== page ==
Japan close to ushering in new wave of mass surveillance, Snowden warns

Kyodo

Edward Snowden, who exposed the existence of highly invasive U.S. surveillance programs in 2013, warned this week that Japan might be moving closer to achieving sweeping surveillance of ordinary citizens with a bill that gives the police highly invasive surveillance powers in the name of counterterrorism.

“This is the beginning of a new wave of mass surveillance in Japan,” the 33-year-old American said in an exclusive interview from his exile in Russia, referring to Japan’s conspiracy bill, which has stirred controversy at home and abroad as having the potential to undermine civil liberties.

The consequences could be even graver when combined with XKEYSCORE, a wide-reaching U.S. data collection tool that was exposed by the former National Security Agency contractor. Snowden also gave credence to the authenticity of new NSA papers exposed by The Intercept website earlier this year that showed the secretive spy agency has already shared the surveillance tool with Japan.

The warning from the intelligence expert is his latest regarding the Japanese government’s effort to push the divisive conspiracy bill through the Diet. It criminalizes the planning of and the preparatory actions for 277 serious crimes.

In an open letter to Prime Minister Shinzo Abe in mid-May, a U.N. special rapporteur on the right to privacy stated that the conspiracy bill could lead to undue restrictions on privacy and freedom of expression because of its potential for widespread use and abuse — a claim Abe’s government strongly denies.

Snowden said he agrees with the U.N.-appointed expert, Joseph Cannataci, because the bill is “not well explained” and raises concerns that the government may have intentions other than its stated goal of cracking down on terrorism and organized crime ahead of the 2020 Tokyo Olympics.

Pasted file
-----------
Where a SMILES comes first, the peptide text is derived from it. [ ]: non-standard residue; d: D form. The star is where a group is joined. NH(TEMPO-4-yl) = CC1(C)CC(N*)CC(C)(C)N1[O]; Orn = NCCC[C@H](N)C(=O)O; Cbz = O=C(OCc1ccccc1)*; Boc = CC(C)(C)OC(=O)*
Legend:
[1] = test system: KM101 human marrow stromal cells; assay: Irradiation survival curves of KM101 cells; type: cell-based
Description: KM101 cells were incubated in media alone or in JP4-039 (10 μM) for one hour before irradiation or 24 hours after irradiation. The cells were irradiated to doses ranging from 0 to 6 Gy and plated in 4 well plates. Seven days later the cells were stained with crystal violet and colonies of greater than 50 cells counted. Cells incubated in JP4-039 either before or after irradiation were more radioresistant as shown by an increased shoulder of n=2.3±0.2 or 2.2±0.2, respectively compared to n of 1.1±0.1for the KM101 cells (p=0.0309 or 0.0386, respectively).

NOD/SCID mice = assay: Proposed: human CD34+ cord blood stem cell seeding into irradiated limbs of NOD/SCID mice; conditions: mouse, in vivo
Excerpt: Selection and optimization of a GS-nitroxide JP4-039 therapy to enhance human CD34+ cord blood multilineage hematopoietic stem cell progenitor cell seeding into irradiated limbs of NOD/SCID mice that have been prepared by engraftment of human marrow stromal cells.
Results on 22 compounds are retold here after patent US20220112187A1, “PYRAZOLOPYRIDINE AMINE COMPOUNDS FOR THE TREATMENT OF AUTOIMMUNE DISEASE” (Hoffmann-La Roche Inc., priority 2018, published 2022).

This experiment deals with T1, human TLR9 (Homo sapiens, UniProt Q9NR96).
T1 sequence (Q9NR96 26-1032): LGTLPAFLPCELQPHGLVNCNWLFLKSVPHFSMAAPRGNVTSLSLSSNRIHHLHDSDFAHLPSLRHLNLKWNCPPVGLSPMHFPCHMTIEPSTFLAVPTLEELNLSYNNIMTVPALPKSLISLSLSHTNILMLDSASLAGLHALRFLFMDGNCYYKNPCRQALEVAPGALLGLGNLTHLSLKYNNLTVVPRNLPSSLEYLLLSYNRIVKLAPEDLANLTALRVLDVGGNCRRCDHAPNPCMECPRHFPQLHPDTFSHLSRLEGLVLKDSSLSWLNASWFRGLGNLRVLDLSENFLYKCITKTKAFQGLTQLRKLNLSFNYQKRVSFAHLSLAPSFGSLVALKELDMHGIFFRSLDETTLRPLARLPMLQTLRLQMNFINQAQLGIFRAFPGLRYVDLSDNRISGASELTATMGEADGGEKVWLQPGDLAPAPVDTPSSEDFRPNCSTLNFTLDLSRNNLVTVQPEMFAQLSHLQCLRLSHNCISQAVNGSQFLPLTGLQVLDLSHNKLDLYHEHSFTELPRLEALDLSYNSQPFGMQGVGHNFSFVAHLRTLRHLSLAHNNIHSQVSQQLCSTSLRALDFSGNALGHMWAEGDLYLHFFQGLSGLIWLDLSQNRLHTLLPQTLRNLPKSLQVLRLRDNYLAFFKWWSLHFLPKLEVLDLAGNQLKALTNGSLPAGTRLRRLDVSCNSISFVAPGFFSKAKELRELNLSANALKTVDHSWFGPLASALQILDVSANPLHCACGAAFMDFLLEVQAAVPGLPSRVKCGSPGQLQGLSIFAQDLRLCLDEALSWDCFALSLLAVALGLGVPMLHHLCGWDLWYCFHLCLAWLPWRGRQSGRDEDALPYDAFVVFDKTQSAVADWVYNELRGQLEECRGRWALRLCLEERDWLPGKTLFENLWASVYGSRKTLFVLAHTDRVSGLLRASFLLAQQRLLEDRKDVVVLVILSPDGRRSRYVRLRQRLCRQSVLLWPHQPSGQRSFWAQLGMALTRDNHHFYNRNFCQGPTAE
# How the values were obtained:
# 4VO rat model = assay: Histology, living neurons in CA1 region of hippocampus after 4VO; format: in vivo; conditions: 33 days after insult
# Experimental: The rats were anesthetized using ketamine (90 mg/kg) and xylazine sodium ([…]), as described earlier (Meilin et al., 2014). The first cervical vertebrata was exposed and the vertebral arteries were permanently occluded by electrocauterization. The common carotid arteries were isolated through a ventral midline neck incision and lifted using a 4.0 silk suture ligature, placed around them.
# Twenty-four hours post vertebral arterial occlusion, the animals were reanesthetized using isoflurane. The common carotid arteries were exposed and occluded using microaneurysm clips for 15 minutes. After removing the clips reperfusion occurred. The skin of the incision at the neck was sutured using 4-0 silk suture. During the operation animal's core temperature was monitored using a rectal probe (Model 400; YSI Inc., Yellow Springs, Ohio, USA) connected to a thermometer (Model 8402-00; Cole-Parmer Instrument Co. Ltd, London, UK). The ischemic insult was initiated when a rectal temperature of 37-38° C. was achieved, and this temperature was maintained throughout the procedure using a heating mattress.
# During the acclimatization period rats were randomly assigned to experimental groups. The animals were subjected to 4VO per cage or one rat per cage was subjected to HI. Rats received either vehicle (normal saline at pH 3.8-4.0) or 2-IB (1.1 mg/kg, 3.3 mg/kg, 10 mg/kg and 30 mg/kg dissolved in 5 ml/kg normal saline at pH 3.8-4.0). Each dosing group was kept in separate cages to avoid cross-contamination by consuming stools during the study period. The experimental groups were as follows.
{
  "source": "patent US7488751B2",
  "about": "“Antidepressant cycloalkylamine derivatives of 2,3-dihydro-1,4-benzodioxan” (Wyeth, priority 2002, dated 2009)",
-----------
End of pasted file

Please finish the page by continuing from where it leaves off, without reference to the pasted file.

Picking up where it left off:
The conspiracy law, proposed by the government, “focuses on terrorism and everything else that is not related to terrorism — things like taking plants from the forestry reserve,” he said. “And the only real understandable answer (to the government’s desire to pass the legislation) . . . is that this is a bill that authorizes the use of surveillance in new ways because now everyone can be a criminal.”

Based on his experience of using XKEYSCORE, Snowden said the authorities will eventually be able to intercept everyone’s communications, including people who are organizing political movements or protests, and put them “in a bucket.”

The records would be simply “pulled out of the bucket” whenever necessary and the public would not be able to know whether the activities are being undertaken legally or secretly by the government because there are no sufficient legal safeguards in the bill, Snowden said.

Snowden finds the current situation in Japan reminiscent of what he went through in the United States after the terrorist attacks on Sept. 11, 2001.

In passing the Patriot Act, which strengthened the U.S. government’s investigative powers in the wake of the attacks, the U.S. government said similar things to what the Japanese government is saying now, such as “these powers are not going to be targeted against ordinary citizens” and “we’re only interested in finding al-Qaida and terrorists,” according to Snowden.